Howto: Set up and Maintain a Mixed Testing/Unstable System

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Postby cb474 » 2007-11-22 07:51

Thanks for the lengthy explanation. I've being using "aptitude dist-upgrade", but you're saying "full-upgrade" is the same thing? Is there any difference between the two?

Also, just so I'm clear, is there a problem if I've started using aptitude and then I use apt for something? Not that I would, given your explanation, but I think I already have done this a little and I'm just wondering if it's going to mess aptitude up in some way.
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Postby Eck » 2007-11-23 04:55

No, it shouldn't mess it up but if removing one of those programs later then it'll just remove the program itself and unused dependencies. You might want to check the aptitude show for those packages you used apt-get for and see if the recommends, if any, listed there are installed on your system as apt-get (at least before the very latest apt-get) did not install those. But in general for the future if you're going to want to take advantage of aptitude then you should use it alone.

There is no difference between dist-upgrade and full-upgrade. It's just that the newer versions of aptitude now use safe-upgrade instead of upgrade and full-upgrade instead of dist-upgrade. To take into account users who haven't caught on to this yet, they have aptitude answer to either term appropriately.

I've read that apt has been updated to also install recommends automatically by default. Not sure whether that has reached Lenny yet. Still, it does not keep track of automatically installed packages so it can remove those when you uninstall the main package like aptitude does.

When I install something I usually check out the package I want with aptitude show so I can write down any suggested packages it lists. I may or may not want those so it gives me a chance to look those up for myself and make a decision about them. I nearly always want the recommended packages so I've been happy that aptitude has always taken care of those automatically for me.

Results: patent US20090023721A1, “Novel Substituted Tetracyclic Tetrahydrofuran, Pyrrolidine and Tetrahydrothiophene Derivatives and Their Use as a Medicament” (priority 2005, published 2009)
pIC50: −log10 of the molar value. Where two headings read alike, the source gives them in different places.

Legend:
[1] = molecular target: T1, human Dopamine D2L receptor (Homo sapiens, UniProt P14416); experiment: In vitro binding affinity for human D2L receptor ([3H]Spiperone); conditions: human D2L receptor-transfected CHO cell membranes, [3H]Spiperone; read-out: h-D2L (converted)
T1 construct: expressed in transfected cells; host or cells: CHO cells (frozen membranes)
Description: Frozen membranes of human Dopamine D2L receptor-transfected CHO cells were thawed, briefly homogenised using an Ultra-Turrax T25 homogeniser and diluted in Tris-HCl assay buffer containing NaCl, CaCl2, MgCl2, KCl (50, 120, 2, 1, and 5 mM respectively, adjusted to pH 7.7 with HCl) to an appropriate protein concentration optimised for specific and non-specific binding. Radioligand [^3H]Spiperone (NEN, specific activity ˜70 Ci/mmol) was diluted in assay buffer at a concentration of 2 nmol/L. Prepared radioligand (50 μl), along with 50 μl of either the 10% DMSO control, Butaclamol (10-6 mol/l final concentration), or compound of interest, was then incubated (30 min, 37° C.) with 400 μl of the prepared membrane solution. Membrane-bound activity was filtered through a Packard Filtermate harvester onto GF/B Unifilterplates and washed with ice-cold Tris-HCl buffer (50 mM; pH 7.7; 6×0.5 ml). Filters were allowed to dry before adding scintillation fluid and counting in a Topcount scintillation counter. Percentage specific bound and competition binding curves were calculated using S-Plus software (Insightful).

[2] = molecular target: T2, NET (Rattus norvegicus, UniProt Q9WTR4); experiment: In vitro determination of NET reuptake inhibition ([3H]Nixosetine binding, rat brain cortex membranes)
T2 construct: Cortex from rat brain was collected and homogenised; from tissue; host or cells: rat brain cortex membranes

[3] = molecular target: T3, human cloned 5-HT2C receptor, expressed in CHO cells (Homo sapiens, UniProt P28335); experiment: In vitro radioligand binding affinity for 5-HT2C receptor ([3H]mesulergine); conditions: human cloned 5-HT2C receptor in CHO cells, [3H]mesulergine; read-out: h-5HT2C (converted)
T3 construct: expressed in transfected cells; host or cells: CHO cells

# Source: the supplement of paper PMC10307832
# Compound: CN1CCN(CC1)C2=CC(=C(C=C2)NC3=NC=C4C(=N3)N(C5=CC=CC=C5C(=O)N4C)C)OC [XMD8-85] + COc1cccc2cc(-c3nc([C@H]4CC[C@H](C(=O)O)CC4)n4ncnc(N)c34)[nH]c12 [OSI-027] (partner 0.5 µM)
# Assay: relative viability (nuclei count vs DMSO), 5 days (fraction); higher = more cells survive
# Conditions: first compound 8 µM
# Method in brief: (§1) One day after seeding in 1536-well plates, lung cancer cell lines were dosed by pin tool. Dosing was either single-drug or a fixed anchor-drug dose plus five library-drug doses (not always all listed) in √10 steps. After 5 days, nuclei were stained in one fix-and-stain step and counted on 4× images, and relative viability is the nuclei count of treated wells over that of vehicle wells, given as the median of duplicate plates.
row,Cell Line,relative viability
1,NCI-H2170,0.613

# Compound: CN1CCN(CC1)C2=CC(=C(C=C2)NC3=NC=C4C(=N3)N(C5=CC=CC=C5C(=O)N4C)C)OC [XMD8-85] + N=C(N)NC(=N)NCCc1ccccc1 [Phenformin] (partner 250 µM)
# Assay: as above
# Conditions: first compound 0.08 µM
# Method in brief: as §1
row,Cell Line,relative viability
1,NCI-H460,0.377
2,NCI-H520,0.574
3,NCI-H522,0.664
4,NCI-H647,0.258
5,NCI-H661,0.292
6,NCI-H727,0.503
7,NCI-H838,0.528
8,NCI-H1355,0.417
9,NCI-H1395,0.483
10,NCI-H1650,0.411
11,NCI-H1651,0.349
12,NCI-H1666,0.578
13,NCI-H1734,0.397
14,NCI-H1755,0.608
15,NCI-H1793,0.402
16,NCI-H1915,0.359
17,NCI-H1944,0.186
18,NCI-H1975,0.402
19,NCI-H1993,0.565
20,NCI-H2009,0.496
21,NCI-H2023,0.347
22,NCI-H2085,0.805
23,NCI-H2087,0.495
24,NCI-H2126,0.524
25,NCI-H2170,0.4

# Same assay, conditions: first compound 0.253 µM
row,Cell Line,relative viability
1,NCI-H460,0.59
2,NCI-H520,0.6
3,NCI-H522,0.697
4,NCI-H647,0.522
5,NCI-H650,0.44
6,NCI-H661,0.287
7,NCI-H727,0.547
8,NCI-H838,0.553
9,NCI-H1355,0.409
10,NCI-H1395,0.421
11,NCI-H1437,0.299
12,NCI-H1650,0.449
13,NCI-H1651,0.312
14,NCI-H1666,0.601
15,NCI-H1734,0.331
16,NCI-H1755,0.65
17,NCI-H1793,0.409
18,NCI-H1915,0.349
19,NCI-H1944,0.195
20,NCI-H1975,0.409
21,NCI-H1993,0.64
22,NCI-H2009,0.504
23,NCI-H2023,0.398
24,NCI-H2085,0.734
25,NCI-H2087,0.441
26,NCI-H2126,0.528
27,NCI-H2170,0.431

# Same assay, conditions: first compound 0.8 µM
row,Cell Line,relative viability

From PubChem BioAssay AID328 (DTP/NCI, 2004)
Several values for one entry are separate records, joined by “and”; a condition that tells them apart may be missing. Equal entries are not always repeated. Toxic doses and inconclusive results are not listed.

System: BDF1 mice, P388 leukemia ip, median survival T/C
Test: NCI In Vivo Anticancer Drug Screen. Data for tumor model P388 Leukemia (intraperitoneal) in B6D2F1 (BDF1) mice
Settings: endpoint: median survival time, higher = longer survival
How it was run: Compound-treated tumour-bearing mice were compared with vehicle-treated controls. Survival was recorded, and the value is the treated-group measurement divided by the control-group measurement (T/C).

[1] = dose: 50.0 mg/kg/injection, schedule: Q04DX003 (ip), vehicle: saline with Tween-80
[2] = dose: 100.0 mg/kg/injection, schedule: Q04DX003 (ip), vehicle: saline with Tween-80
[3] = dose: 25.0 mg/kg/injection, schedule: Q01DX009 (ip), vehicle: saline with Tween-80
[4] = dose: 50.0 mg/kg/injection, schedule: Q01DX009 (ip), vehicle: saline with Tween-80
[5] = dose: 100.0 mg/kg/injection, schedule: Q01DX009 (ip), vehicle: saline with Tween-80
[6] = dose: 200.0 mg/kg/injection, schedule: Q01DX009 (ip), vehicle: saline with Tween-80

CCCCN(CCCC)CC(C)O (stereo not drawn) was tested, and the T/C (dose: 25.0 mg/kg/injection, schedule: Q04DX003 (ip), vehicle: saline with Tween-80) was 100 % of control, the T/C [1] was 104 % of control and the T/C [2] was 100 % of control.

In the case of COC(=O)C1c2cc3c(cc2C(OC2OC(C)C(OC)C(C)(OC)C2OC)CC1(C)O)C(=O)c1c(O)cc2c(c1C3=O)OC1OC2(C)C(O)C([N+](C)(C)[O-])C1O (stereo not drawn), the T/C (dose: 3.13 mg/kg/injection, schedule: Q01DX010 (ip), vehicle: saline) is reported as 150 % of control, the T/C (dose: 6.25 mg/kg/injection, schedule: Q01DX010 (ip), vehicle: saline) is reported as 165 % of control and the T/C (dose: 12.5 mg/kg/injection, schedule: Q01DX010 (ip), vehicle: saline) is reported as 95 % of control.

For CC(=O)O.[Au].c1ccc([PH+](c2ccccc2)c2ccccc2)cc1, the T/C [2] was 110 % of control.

Sometimes some of the recommended packages in the lists are old versions of things that have replacements and so aptitude will either say it is not installing them because in Debian something like that would be a conflict if the package was prepared correctly, and these types of things are handled automatically quite nicely, OR it will be confused because the packages have a boo boo and do not list conflicts. In that case, nicely too, aptitude will start its attempts to resolve the dependencies and you can see printed out just what packages are causing the problems. You can then quit out of the install and aptitude show the various packages and in general it will be obvious to you as to which packages to keep and which look older and so can be replaced. Sometimes just installing the newer one and removing the older one will then let you go ahead and aptitude install the original package you wanted and this time aptitude will not have a problem with it.

So, some things are automatic and some aren't, but it's pretty easy to stop what's going on if it doesn't quite look right and fix things up by taking a look at the packages aptitude was listing.

The GUI tools usually do not give as much info, and when they go ahead and automatically try to install things and they wind up partially installed with some obscure errors listed, you will curse yourself for not using the less pretty but more descriptive and user interactive aptitude.

Basically, just getting used to playing with aptitude from the command line will enable you to stop problem installs before proceeding, give you an understanding of how to make things right, and keep your system stable and without half installed, broken packages lying about.

The only thing similar I've seen is OpenSUSE's YaST Software Management from the qt interface (not the new GTK interface which offers less information and so more potential to get a damaged system). Folks sometimes don't like it because it is slow, however I have found it to have similar capabilities in resolving potential hiccups as does Debian's aptitude. And all that from a pretty GUI too!

It has nice stuff, sort of like aptitude on steroids. For example, I can use an older version of something if it has had an Online Update fix for it whereas a newer version hasn't. I can choose an older version from a 3rd party repo that includes extra multimedia codecs I desire whereas the newer version does not. So I can selectively upgrade package for package. Kinda neat! No other GUI package manager can do the things YaST can.

Smart can wreck a system doing upgrades automatically, whereas YaST can be fully user controlled and have problem packages skipped, staying with the versions the rest of the system doesn't conflict with, and the remainder upgraded. When the rest of the system gets the upgrades needed to make the problem packages work, then there will no longer be a YaST resolver complaint and the user can proceed to upgrade those as well.